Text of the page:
My last evening in Venice, and the weather is humid and hot. We are at the DuChamp outdoor cafe in one of the most lively squares, the Santa Margarita. Two television screens and scores of clients have the place to themselves. The game between the US and the UK is pretty unremarkable except for the dominance of the pro-UK contigent who are pretty loud and demonstrative. We are cheering the US team, which in itself is strange for all the things we have said earlier in the week about living in America, about absence of community, and so on and so forth, all of which seems like drivel now. We want our team to win, and after several rounds of spritz, we return home through the narrow streets, our clothes wet and our moods a bit low.
On the plane from Treviso to Cologne, a most efficient Germanwings airbus, the captain announces the first two goals of the German team against Australia. Clapping breaks out twice, and the quiet plane is suddenly full of life. And later, at home with A. and H., the victory is celebrated on the streets below our apartment with honking horns and singing which goes on for a while.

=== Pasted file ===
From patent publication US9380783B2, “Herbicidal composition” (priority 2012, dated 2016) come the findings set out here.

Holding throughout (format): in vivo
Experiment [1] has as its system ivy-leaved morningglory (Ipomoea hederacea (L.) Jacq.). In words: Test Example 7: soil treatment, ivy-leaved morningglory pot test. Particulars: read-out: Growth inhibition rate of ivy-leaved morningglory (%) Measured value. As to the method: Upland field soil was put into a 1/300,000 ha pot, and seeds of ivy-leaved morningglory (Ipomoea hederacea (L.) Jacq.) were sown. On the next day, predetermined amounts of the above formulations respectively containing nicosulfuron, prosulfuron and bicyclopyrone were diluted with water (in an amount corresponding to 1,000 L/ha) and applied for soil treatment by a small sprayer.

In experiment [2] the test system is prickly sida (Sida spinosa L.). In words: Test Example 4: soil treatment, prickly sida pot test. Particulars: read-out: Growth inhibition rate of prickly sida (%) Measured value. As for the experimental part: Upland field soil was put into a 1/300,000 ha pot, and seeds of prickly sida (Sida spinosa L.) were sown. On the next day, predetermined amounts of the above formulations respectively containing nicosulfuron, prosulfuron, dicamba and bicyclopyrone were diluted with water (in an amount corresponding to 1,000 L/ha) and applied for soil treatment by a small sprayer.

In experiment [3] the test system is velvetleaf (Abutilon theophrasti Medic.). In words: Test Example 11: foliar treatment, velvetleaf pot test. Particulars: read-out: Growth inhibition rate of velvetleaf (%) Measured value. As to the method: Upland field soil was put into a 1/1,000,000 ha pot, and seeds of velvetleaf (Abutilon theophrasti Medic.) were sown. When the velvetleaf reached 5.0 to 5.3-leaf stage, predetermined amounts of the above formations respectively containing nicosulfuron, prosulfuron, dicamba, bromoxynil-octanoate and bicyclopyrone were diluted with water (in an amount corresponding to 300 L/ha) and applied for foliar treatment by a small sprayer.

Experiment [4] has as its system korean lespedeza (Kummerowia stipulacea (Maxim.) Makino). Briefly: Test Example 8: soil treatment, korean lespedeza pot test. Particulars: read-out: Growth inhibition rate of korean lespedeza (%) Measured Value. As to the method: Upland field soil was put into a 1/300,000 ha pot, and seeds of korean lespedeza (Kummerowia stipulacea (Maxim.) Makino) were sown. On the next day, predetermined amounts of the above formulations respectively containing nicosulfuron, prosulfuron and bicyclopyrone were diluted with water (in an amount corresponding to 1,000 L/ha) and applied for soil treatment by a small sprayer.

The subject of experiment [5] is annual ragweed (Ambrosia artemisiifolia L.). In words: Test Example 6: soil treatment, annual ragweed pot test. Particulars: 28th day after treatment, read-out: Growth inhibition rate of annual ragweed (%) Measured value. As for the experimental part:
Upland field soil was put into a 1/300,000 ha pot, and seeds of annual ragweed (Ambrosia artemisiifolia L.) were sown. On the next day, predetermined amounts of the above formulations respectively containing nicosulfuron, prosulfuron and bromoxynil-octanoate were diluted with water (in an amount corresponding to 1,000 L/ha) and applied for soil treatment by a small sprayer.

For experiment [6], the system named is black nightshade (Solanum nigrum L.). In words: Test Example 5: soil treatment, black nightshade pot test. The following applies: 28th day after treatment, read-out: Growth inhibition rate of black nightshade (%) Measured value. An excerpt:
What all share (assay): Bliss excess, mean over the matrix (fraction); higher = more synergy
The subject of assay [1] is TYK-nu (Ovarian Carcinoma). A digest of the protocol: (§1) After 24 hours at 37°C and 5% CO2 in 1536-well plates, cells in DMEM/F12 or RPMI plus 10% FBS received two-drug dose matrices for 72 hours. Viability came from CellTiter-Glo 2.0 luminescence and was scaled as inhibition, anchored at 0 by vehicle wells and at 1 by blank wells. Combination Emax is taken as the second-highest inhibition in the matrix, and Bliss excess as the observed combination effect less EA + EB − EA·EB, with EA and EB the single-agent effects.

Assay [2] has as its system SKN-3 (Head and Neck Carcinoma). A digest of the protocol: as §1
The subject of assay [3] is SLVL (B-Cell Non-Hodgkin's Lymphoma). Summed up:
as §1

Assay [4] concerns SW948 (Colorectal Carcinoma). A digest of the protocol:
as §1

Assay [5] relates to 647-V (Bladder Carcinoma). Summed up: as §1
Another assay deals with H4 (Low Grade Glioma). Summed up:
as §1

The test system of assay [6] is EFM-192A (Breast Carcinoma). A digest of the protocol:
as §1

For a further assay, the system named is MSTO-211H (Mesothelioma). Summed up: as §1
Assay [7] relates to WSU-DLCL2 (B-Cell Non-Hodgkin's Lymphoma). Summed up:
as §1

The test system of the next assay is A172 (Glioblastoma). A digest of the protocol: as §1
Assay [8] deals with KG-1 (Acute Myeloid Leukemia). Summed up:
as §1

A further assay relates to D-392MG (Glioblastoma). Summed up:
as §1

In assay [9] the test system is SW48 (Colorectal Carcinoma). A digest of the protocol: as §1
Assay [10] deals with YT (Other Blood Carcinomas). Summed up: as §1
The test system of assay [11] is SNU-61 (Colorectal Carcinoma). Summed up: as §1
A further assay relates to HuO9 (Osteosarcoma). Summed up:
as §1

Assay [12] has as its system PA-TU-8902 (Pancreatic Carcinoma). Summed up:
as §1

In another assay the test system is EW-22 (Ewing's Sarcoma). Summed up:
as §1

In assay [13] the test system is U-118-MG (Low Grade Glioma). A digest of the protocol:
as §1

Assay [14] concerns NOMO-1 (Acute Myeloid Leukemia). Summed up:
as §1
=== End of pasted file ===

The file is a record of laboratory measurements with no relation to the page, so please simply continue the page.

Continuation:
The World Cup–a fixed event in my life since my childhood, especially when television came around–whose charm and wonder continues on into older age. Back in Paris this evening, perhaps I’ll catch another game or two, but the French seem to have lost the luster of earlier times. My dear mother, a lover of football and the World Cup, would have attributed it all to the exit of Zidane. And she was often right about many things, including the Game. For me, this early round of the games–a puny two, really–have more to do with things that pass, that change, that take new shapes but still retain something of the core of experiences past. And what better place to be immersed in all this than here, now, in transit again.